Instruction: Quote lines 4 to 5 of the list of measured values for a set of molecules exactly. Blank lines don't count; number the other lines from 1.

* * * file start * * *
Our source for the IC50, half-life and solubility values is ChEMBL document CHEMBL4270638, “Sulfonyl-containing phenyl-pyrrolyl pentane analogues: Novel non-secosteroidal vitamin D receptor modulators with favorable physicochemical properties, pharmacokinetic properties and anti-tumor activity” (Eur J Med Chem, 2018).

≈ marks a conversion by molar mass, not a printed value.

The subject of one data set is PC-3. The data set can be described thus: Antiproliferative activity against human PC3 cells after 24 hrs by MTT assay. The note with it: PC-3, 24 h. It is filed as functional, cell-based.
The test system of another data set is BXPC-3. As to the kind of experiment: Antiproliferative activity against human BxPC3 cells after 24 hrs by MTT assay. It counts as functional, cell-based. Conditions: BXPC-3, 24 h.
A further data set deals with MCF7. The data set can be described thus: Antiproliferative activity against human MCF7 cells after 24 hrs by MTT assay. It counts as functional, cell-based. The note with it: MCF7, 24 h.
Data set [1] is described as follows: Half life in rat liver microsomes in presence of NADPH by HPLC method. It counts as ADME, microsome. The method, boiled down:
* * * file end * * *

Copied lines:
The test system of another data set is BXPC-3. As to the kind of experiment: Antiproliferative activity against human BxPC3 cells after 24 hrs by MTT assay. It counts as functional, cell-based. Conditions: BXPC-3, 24 h.
A further data set deals with MCF7. The data set can be described thus: Antiproliferative activity against human MCF7 cells after 24 hrs by MTT assay. It counts as functional, cell-based. The note with it: MCF7, 24 h.